When America is serious about technology or infrastructure transformations, the government leads the way with public investments that catalyze the entrepreneurship, research, innovation and infrastructure we need. Why should we expect the clean energy transformation to be spurred by anything different? Why should we expect carbon taxes or similar pricing regimes to lead the way?

Cheers,
Jesse Jenkins
Breakthrough Institute
April 13, 2010    View Comment    

On After "Drill, Baby, Drill," Obama Should Embrace Another GOP Energy Plan

Hi Geoff

Thanks for the comment. If you can point us to more information regarding the way oil and gas lease payments are structured - e.g. portion of revenues due to initial bid premia vs. production-based royalties - we'd be much obliged. This isn't my area of expertise and still learning a lot about this area of policy. Thanks,


Jesse
April 5, 2010    View Comment    

On Colorado Gov Signs Renewable Energy Jobs Bill

Osha, you're right, but that's not the same as capacity factor ratings though.  A nuclear plant runs at close to 90% (or higher) of it's rated nameplate electrical capacity.  That's different from the thermal-to-electric efficiency of the plant.  On conversion efficiency of thermal energy (from solar insolation or fission) to electricity, a CSP plant is roughly equivalent to a nuclear plant (or coal plant for that matter), but their capacity factors are still a world apart (maybe 20-40% for a CSP plant with thermal storage, compared to ~90% for a nuclear plant).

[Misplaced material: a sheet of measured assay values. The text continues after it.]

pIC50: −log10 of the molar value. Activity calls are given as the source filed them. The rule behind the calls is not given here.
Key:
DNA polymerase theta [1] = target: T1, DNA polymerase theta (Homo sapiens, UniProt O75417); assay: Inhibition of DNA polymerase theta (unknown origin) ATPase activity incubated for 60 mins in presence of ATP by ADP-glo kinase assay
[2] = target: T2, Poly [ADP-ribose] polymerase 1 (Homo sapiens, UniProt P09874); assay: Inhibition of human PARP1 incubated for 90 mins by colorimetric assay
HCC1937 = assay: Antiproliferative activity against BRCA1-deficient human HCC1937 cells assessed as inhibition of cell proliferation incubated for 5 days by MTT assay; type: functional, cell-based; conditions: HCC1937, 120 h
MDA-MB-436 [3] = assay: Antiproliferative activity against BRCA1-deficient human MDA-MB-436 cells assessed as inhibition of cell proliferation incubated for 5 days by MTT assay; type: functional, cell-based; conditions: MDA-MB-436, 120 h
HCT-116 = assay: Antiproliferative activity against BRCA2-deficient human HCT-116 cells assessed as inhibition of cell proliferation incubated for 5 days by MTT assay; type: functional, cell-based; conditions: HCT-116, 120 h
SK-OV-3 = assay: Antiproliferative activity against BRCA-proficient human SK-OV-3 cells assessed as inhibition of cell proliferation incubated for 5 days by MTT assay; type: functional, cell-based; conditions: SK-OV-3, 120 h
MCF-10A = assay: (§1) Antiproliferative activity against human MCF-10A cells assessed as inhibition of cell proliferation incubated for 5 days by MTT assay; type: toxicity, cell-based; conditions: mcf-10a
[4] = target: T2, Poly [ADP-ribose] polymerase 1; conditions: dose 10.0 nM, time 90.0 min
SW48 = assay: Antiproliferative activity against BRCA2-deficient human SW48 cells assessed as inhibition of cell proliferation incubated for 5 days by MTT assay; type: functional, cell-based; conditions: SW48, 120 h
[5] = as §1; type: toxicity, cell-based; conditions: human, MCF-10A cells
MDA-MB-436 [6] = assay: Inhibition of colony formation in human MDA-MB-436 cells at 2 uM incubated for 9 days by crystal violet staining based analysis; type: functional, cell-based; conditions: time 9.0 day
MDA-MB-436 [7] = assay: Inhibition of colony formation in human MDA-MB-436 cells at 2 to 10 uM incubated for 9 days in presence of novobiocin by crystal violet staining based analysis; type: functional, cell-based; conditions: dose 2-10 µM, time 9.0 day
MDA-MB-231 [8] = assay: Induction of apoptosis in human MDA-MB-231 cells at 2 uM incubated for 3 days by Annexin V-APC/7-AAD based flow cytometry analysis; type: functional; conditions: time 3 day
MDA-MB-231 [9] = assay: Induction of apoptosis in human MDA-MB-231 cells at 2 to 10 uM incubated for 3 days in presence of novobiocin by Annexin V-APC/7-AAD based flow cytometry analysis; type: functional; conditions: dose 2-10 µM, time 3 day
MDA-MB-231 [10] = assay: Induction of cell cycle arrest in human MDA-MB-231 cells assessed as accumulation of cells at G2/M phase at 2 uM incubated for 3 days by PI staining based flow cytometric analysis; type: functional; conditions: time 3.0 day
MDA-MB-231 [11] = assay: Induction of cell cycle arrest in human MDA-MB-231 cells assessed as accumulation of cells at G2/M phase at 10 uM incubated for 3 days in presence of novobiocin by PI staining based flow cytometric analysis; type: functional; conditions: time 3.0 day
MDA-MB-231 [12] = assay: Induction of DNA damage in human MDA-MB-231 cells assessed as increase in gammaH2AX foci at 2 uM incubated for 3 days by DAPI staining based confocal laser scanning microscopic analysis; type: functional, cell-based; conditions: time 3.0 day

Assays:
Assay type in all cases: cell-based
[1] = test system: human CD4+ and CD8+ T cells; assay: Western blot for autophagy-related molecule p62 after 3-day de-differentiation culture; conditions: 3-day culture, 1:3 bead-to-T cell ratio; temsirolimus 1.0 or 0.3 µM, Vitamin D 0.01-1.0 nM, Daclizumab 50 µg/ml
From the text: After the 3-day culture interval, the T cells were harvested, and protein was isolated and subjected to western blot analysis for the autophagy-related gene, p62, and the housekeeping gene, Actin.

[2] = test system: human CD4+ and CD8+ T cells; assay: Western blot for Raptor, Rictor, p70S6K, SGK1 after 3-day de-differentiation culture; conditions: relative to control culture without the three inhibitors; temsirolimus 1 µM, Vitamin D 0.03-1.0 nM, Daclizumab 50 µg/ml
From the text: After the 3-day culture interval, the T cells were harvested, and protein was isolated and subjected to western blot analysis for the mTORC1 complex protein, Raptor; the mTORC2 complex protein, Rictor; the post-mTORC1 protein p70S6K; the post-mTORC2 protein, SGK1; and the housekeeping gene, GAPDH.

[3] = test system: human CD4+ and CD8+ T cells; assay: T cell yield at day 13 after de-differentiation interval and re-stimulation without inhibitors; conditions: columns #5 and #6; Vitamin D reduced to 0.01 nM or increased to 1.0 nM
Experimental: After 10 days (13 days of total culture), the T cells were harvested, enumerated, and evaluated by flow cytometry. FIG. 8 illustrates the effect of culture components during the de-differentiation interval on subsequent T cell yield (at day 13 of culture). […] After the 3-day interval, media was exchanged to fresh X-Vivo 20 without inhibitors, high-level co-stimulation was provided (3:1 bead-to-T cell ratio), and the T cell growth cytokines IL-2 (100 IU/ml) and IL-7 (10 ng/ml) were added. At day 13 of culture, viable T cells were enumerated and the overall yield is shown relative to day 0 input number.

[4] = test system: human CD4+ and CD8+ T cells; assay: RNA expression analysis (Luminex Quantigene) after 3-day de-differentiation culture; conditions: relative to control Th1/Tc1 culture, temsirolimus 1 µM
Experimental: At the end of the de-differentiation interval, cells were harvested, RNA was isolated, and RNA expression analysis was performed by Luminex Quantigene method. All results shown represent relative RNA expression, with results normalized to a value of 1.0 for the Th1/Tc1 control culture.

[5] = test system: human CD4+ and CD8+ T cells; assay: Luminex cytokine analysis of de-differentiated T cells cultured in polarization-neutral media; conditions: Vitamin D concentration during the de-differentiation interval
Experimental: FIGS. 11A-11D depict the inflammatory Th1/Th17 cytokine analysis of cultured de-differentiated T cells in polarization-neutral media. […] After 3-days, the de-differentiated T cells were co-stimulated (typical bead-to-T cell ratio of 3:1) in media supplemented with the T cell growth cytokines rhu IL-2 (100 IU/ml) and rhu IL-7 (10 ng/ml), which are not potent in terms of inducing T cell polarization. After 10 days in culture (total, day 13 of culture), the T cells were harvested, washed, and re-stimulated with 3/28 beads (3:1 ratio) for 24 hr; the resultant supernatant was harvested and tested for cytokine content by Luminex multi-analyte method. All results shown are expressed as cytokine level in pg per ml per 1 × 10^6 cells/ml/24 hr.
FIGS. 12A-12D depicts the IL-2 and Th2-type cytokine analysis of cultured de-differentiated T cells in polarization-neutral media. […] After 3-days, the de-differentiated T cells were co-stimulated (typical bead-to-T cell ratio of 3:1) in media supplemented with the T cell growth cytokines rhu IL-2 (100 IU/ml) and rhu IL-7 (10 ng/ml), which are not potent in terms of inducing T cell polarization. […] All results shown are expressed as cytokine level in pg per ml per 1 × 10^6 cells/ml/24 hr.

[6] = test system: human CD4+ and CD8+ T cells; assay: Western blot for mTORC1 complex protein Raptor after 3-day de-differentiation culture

March 29, 2010    View Comment    

On Who Killed Cap-and-Trade?

You are right, Dr. Stavins, that cap and trade is far from 'dead,' although I wouldn't place my bets on the passage of whatever Frankenstein concoction Kerry, Graham, and Lieberman manage to cobble together (and dub something other than "cap and trade") this year.

Of course, with public support for climate change action low, the alternative route, at least for now,  could be to fight for action that undeniably helps reduce emissions but is motivated by other concerns - the economic imperative posed by the global clean energy race, for example, or the ever-present motivation to do something about our nation's dependence on oil.  Another potential motivating moment: the $80 billion in clean energy investments under the stimulus act will come to a close shortly.  With thousands upon thousands of real jobs in real Congressional districts now tied to favorable clean energy policies, could the specter of a clean energy boom-and-bust driven by the stimulus clean energy funds, and their expiration, motivated expanded, long-term clean energy policy support?  There are likely multiple routes to meaningful action in the year(s) ahead...
March 28, 2010    View Comment    

On Small Modular Reactors Could Be An American Export - But We Need to Move Faster

Rod, would a DOD-run demonstration program that procured and built the first 10-20 modular reactors (half dozen each of 2-3 designs) and deployed them to power military bases at home or in American territories overseas (e.g. the new Marines base in Guam, etc.) be required to secure NRC licensing to build and operate the plants? Do they have to follow the same guidelines as civilian reactors? Or is there a possible route to expedited demonstration of these designs through DOD.  After all, as you point out so well, the Navy already has plenty of familiarity owning and operating very similar reactor designs...
March 23, 2010    View Comment    

On Growth vs. Emissions

A keen, realistic look at the challenges ahead. Thanks for the post Geoff.  You might enjoy Andy Revkin's talk (video here) that raises similar challenges.  Carbon is not the totality of our energy challenges in a world of 6.7-going-on-9 billion people, so many of whom lack access to basic, modern energy supplies.